Where is the constitutional authorization for the Department of Education? Republicans were outraged last year over New York City high schools’ dispensing the “morning after” contraception pill to students and a Rhode Island district’s banning “father-daughter” dances as discriminatory. One Republican for the Rhode Island state senate even campaigned on the promise to change the school-district policy. Yet the real issue that Republicans missed is the existence of public schools in the first place. Republicans should recognize at the very least that there is no constitutional authority for federal funding of, or mandates concerning, education. So why did Republicans appropriate $70 billion in education spending in each of the last two years?

One would think that foreign aid — since it is not authorized by the Constitution — would be opposed by Republicans. But Republicans are very selective about when they oppose foreign aid. For example, Republican Sen. John Kyl offered an amendment to the Agriculture Reform, Food and Jobs Act of 2012 to prohibit federal food assistance to North Korea. Republicans have likewise called for cutting off foreign aid to Pakistan and Egypt. The problem here is that it is only because of the nature or recent activities of those regimes that conservatives want to turn off the foreign-aid spigot; they are not opposed on principle to the taking of money from U.S. taxpayers and giving it to corrupt foreign governments to the tune of $50 billion a year.

According to Planned Parenthood’s latest report, the organization received $542.4 million in “government health services grants and reimbursements,” including “payments from Medicaid managed care plans.” Yet the report also states that Planned Parenthood performed 333,964 abortions in 2011. But Planned Parenthood could not have received a dime of taxpayer money unless Republicans in the House — who play the pro-life card at every election — voted for the funding. They were, after all, in the majority.

And then there is the airport harassment called security by the TSA. But if Republicans in the 112th Congress actually followed the Constitution, they would not have appropriated $8 billion a year for the TSA. The federal government has no more authority to provide airport security than it has to provide security at zoos and convenience stores.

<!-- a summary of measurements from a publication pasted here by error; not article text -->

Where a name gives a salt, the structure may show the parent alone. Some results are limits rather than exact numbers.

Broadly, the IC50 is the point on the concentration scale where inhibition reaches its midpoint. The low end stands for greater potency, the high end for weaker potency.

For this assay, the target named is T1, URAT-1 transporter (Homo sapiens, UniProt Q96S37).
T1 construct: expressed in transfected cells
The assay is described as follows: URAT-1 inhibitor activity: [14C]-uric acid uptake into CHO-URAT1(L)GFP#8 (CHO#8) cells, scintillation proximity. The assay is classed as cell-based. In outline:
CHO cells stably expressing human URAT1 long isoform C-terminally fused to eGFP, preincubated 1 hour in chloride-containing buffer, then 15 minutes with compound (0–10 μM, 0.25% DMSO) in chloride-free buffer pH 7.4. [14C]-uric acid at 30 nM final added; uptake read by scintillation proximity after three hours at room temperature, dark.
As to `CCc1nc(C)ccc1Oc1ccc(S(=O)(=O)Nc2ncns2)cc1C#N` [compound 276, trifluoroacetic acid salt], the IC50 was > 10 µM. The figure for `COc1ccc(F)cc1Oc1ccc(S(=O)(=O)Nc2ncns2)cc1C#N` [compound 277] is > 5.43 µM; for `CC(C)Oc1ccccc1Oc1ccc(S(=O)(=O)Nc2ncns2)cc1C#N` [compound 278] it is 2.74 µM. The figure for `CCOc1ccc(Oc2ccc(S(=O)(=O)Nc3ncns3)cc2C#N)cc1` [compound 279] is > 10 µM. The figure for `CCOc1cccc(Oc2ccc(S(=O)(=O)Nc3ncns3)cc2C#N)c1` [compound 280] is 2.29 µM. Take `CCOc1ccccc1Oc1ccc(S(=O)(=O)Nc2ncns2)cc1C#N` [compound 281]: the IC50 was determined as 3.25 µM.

The actions of the 112th Congress couldn’t have been otherwise. On the very day (September 23, 2010) that House Republicans seeking election to this Congress issued their empty “Pledge to America,” they also voted in overwhelming numbers along with Democrats to pass four pieces of legislation that violated the very Pledge they maintained that they would adhere to if they gained a majority in the House in the 2010 midterm election.

And when the Republicans read the Constitution in the House in 2011, some of them had already violated it. (It was also pointed out that taking the time to recite the Constitution cost the taxpayers $1.1 million.) It is certainly fitting that some parts of the Constitution were accidentally or deliberately omitted when it was read it in 2011, since that matches the attitude of most members of Congress toward the Constitution.

It was pointed out last month that under the leadership of Speaker Boehner, the 112th House of Representatives had thus far approved legislation that increased the national debt by $2,176,949,774,695.46 — or approximately $18,944 per American household. And that was only during the twenty months since the expiration of a continuing resolution on March 4, 2011, that had been enacted in the lame-duck session of the 111th Congress.

In retiring Rep. Ron Paul’s “New Year’s Resolution for Congress,” he implored members of Congress to “consider the strict libertarian constitutional approach to government in 2013.” In the next paragraph he said,

In just a few days, Congress will solemnly swear to support and defend the Constitution of the United States against ALL enemies, foreign and domestic. They should reread Article 1 Section 8 and the Bill of Rights before taking such a serious oath. Most legislation violates key provisions of the Constitution in very basic ways, and if members can’t bring themselves to say no in the face of pressure from special interests, they have broken trust with their constituents and violated their oaths. Congress does not exist to serve special interests; it exists to protect the rule of law.

Congress didn’t listen.

The first piece of legislation passed by the 113th Congress, which was supported 161-67 by the Republican majority in the House, was a bill (H.R.41) to “temporarily increase the borrowing authority of the Federal Emergency Management Agency for carrying out the National Flood Insurance Program.”

There is, of course, no constitutional authority for the Federal Emergency Management Agency or the National Flood Insurance Program. Just as there is no constitutional authority for 95 percent of the legislation passed by the Republican majority in the House during the 112th Congress.

Libertarians recognize that the Constitution is an imperfect document that has failed to limit the power of the central government because it was established in order to strengthen that very government. Nevertheless, it is Republicans who reverence the Constitution who are its greatest enemies.